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Notes Towards Day 19: Curricular Choice-Making

Anne Dalke's picture

Notes Towards Day 19 of Food for Thought

I. start w/ sharing:

what'd I miss on Thursday?
(do you want to plan another shared class?
shared final performances, maybe??)

how 'bout Kate Bornstein's visit?

what you missed @ SLSA:
Encoding to Decoding to Transformation
Coding for "Possibility Spaces"

story from last year's working group on "choices & constraints":
Michele Mancini on Choosing Our Limits

please take one of the things Andrea Zittel "knows for sure" and write a response

II.This exercise a transition, as we move
on now to the final (gasp!) section
of the course, on curricular choice-making:

bringing home exploration of eating habits,
scientific data-gathering, literary interpretation,
to questions about how we live our lives--
w/ a focus on what sort of education we need
to prepare ourselves to do so.
For the next
month, we'll be talking about curriculum design
as a multi-layered exercise in (a la Zittel) "living
in a set of limitations that we have created and
prescribed for ourselves."

This is a multi-step process, starting now w/ a conversation:
1) how did you decide on Bryn Mawr?
what "choice rubrics" did you use?
what were the dimensions of your choosing?

2) in hindsight (helped especially by what we
have been talking about here for the past 10 weeks)
what else might you have looked @?
what dimensions of choice would you encourage
prospective students to consider?

3) let's generate a (linked?) list on the board:
what are the dimensions that go into choosing a college?
what are the dimensions that (might? should?)
go into designing a curriculum?
what are the connections between them?

This week's writing assignment is to research one of these dimensions 
(economic? psychological? historical? global? ecological?
what are its qualities in space and time?), by finding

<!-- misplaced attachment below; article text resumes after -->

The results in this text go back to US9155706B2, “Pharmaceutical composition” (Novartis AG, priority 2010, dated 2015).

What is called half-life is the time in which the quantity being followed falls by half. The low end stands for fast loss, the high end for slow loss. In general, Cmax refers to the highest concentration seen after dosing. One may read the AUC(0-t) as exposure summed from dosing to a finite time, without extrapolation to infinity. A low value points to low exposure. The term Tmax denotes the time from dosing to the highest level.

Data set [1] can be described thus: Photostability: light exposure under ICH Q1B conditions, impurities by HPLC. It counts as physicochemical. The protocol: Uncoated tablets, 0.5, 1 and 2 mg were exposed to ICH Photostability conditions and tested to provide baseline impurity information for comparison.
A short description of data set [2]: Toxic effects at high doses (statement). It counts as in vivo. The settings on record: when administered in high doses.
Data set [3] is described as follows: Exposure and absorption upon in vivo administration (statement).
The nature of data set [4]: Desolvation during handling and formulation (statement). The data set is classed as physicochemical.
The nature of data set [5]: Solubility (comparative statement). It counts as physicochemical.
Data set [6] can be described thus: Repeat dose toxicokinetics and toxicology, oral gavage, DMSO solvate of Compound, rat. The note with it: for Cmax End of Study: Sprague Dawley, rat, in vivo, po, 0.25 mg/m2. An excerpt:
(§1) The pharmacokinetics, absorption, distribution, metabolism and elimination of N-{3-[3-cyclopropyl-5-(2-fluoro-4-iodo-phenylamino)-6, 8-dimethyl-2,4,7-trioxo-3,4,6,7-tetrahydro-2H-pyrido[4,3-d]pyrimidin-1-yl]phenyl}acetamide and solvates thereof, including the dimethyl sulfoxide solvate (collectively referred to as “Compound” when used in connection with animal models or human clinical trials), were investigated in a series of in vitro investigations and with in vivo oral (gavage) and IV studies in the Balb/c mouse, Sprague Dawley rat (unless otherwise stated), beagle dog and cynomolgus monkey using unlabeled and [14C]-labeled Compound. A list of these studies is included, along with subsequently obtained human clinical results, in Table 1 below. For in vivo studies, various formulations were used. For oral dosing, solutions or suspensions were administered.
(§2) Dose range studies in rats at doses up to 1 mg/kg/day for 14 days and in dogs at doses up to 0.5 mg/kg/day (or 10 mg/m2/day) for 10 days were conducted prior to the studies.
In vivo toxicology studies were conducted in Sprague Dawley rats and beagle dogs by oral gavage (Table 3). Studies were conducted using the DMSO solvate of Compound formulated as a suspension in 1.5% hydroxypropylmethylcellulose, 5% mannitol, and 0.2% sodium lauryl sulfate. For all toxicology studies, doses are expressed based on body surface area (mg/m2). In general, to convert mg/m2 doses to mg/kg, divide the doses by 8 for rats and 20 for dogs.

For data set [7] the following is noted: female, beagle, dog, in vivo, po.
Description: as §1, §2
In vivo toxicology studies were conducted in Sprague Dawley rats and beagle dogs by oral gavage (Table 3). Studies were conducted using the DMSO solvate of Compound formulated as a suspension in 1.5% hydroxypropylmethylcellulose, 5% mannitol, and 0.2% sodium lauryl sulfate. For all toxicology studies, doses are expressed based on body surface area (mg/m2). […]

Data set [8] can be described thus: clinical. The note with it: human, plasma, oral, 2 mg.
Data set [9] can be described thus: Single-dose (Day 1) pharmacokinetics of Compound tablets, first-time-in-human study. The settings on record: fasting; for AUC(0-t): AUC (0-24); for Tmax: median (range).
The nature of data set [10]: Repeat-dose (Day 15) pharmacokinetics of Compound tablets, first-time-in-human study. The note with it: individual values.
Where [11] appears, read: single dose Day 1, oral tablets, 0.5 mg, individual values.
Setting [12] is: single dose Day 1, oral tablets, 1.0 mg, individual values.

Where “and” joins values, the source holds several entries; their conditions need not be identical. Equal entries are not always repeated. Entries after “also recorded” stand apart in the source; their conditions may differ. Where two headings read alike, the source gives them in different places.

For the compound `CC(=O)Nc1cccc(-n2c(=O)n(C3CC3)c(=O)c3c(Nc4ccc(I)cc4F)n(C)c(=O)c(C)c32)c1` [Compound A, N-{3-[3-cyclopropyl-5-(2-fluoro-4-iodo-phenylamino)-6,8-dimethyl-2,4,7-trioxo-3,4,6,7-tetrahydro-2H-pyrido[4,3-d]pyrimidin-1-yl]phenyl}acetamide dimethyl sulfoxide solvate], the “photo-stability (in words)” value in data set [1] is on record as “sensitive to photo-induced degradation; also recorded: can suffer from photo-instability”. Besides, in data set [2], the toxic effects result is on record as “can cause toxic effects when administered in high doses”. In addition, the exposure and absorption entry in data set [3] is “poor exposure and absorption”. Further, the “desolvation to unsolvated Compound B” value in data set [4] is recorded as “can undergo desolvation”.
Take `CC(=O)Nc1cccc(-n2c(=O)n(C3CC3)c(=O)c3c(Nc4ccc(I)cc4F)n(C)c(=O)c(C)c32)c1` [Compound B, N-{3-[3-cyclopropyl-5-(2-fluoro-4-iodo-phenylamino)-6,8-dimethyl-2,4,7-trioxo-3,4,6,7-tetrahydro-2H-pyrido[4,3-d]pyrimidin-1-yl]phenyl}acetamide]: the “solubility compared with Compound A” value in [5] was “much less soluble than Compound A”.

three web sources on your topic, and creating an annotated bibliography
(full citation, and one-paragraph summary of the argument of each source).

Then write a one-paragraph analysis of your findings:
What have you discovered from this initial investigation?
What questions does it raise for you?

Post your analysis, followed by your annotated bibliography,
in the appropriate forum (I'll create several!) by Monday, Nov. 16, @ 9 a.m.

It's going on-line because NEXT week,
you're going to write a collaborative 3-pp. analysis of Bryn Mawr's current curriculum in light of these findings (others as well as your own). The week after Thanksgiving, you'll write another 6-pp. paper (w/ the same collaborators) re-designing Bryn Mawr's curriculum both philosophically and pragmatically.

All this is another new experiement, a revision of last year's final project
on "ethical decision-making," which produced lots of h.s.-ish debate-papers;
we wanted to make this real. The curriculum committee is actually @ work
on this project now, and we want to give them some on-the-ground advice!

IV. So, turning back for a bit:
what was is like, writing a 6-pp. paper?

give yourselves credit!
paginate! (also: italicize!)
also: don't use cliches!

V. Today reading one of these papers,
thinking esp. about managing text @ this length/volume

read silently, writing answers to four groups of questions:

1) what's the thesis? how provocative is it?
what's the single most interesting idea in the paper?
what's its relation to the thesis?
2) how would you describe the structure of the paper?
what's the logic of its organization?
how dramatic/subtle/suspensefu/cleverly is it organized?
3) word choice and sentence structure:
does this essay "love language"?
(give an example yea or nay)
4) pizzazz: what's surprising/moving/
productive of further thinking here?
what does the essay add to what you already know?

VI. For today: asked you to play
Prisoner’s Dilemma
(a non-zero-sum game)

For Thursday, read classic 1968 essay on
"The Tragedy of the Commons" (zero-sum game) and
NYTimes report on "pulling the switch"

Post on-line before Thursday's class:
describe what happened when you played Prisoner's Dilemma--
and give an example of a "prisoner's dilemma" in your own life